Certain genetic patterns or syndromes may increase the risk of a second cancer.
Some childhood cancer survivors may have an increased risk of developing a second cancer because they have a family history of cancer or an inherited genetic syndrome such as Li-Fraumeni syndrome. Problems with the way DNA is repaired in cells and the way anticancer drugs are used in the body may also affect the risk of second cancers.
Patients who have been treated for cancer need regular screening tests to check for a second cancer.
It is important for patients who have been treated for cancer to be checked for a second cancer before symptoms appear. This is called screening for a second cancer and may help find a second cancer at an early stage. When abnormal tissue or cancer is found early, it may be easier to treat. By the time symptoms appear, cancer may have begun to spread.
It is important to remember that your child's doctor does not necessarily think your child has cancer if he or she suggests a screening test. Screening tests are given when your child has no cancer symptoms. If a screening test result is abnormal, your child may need to have more tests done to find out if he or she has a second cancer. These are called diagnostic tests.
The kind of test used to screen for a second cancer depends on the kind of cancer treatment the patient had in the past.
All patients who have been treated for cancer should have a physical exam and medical history done once a year. A physical exam of the body is done to check general signs of health, including checking for signs of disease, such as lumps, changes in the skin, or anything else that seems unusual. A medical history is taken to learn about the patient's health habits and past illnesses and treatments.
If the patient was treated for leukemia, a complete blood count (CBC) may be done. The CBC is usually done every year for 10 years after treatment with an alkylating agent or topoisomerase II inhibitor ends.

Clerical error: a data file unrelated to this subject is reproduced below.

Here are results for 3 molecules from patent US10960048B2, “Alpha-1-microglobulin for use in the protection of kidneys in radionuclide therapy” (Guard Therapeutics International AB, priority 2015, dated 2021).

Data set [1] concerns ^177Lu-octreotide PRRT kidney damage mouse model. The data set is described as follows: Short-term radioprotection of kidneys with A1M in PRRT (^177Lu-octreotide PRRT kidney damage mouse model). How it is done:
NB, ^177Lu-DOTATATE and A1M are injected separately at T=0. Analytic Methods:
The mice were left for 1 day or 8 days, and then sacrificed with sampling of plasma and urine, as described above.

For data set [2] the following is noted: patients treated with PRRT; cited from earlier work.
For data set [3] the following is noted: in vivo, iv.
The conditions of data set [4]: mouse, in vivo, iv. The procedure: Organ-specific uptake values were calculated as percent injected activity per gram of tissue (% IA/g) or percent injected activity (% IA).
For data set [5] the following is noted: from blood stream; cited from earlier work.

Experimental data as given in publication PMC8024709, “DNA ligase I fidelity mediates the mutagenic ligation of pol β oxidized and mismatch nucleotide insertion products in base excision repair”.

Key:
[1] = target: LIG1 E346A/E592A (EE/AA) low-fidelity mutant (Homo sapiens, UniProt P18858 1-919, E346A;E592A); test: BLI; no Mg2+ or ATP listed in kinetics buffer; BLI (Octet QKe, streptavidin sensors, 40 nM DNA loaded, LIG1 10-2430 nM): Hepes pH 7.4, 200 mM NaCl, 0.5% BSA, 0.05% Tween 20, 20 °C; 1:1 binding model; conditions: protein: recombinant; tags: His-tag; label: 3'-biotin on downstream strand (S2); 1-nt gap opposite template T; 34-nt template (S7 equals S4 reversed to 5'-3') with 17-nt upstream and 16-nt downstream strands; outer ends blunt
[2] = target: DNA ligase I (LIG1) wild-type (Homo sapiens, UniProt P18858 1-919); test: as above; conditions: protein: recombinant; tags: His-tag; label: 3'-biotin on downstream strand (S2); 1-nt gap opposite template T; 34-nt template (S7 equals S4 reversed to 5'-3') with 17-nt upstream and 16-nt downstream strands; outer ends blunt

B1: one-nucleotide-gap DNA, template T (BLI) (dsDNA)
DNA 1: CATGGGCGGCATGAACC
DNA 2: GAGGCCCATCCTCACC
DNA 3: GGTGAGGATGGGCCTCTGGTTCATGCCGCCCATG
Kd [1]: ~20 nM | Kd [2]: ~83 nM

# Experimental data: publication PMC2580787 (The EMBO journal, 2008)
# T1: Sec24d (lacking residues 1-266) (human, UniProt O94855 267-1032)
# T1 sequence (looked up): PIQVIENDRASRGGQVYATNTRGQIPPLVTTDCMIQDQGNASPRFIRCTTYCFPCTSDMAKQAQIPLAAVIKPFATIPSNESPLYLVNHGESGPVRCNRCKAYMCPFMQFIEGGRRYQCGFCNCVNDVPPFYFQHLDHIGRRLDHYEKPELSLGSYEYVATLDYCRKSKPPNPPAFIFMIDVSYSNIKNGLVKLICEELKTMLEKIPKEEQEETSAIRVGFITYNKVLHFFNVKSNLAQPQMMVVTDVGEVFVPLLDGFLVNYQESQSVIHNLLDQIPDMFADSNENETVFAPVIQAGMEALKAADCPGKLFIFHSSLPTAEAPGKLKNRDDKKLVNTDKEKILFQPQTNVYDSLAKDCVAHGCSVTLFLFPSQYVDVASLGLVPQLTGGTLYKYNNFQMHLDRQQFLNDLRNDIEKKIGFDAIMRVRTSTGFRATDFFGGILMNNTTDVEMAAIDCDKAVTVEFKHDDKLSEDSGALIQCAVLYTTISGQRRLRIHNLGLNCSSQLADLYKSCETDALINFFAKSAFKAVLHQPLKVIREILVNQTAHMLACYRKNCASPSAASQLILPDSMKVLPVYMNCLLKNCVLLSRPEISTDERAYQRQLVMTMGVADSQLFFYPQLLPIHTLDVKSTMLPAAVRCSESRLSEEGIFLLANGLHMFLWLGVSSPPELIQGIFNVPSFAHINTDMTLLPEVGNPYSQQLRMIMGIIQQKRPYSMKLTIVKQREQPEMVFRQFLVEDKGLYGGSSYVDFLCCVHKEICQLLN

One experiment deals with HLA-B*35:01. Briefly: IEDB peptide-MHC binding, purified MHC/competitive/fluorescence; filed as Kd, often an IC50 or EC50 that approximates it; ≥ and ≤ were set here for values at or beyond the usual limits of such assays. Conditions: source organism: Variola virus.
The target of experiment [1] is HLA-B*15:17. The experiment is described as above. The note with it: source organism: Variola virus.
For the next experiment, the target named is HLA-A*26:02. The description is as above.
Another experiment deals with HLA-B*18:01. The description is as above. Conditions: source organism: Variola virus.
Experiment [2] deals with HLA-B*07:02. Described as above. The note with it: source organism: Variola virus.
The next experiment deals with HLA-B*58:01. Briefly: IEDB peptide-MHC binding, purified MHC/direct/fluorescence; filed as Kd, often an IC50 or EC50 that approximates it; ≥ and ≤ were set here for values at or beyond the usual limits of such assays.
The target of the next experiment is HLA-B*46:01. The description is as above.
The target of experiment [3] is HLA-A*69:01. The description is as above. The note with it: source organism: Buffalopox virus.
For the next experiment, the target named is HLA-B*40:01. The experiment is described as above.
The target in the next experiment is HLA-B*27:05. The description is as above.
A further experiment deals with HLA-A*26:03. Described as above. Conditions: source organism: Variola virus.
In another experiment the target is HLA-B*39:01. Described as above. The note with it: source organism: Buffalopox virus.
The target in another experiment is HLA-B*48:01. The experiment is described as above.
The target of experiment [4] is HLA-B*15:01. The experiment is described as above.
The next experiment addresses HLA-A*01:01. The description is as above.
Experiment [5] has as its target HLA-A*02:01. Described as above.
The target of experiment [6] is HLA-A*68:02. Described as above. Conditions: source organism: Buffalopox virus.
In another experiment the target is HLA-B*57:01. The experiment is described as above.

- Complete blood count (CBC) with differential: A procedure in which a sample of blood is drawn and checked for the following:
- The number of red blood cells and platelets.
- The number and type of white blood cells.
- The amount of hemoglobin (the protein that carries oxygen) in the red blood cells.
- The portion of the blood sample made up of red blood cells.
If the patient received radiation therapy, the following tests and procedures may be used:
- Skin exam: A doctor or nurse checks the skin for bumps or spots that look abnormal in color, size, shape, or texture, especially in the area where radiation was given. It is suggested that a skin exam be done once a year to check for signs of skin cancer.
- Breast self-exam: An exam of the breast by the patient. The patient carefully feels the breasts and under the arms for lumps or anything else that seems unusual. It is suggested that women treated with radiation therapy to the chest do a monthly breast self-exam beginning at puberty until age 25 years.
- Clinical breast exam (CBE): An exam of the breast by a doctor or other health professional. The doctor will carefully feel the breasts and under the arms for lumps or anything else that seems unusual. It is suggested that women treated with radiation therapy to the chest have a clinical breast exam every 6 months beginning at puberty until age 25 years.
- Mammogram: An x-ray of the breast. A mammogram may be done in women who had radiation to the chest and who do not have dense breasts. It is suggested that these women have a mammogram once a year starting 8 years after treatment or at age 25 years, whichever is later.
- MRI (magnetic resonance imaging): A procedure that uses a magnet, radio waves, and a computer to make a series of detailed pictures of areas inside the body. This procedure is also called nuclear magnetic resonance imaging (NMRI). An MRI may be done in women who had radiation to the chest and who have dense breasts. It is suggested that these women have an MRI once a year starting 8 years after treatment or at age 25 years, whichever is later.
- Colonoscopy: A procedure to look inside the rectum and colon for polyps, abnormal areas, or cancer. A colonoscope is inserted through the rectum into the colon. A colonoscope is a thin, tube-like instrument with a light and a lens for viewing. It may also have a tool to remove polyps or tissue samples, which are checked under a microscope for signs of cancer. It is suggested that childhood cancer survivors who had radiation to the abdomen, pelvis, or spine have a colonoscopy every 5 years. This begins at age 35 years or 10 years after treatment ended, whichever is later.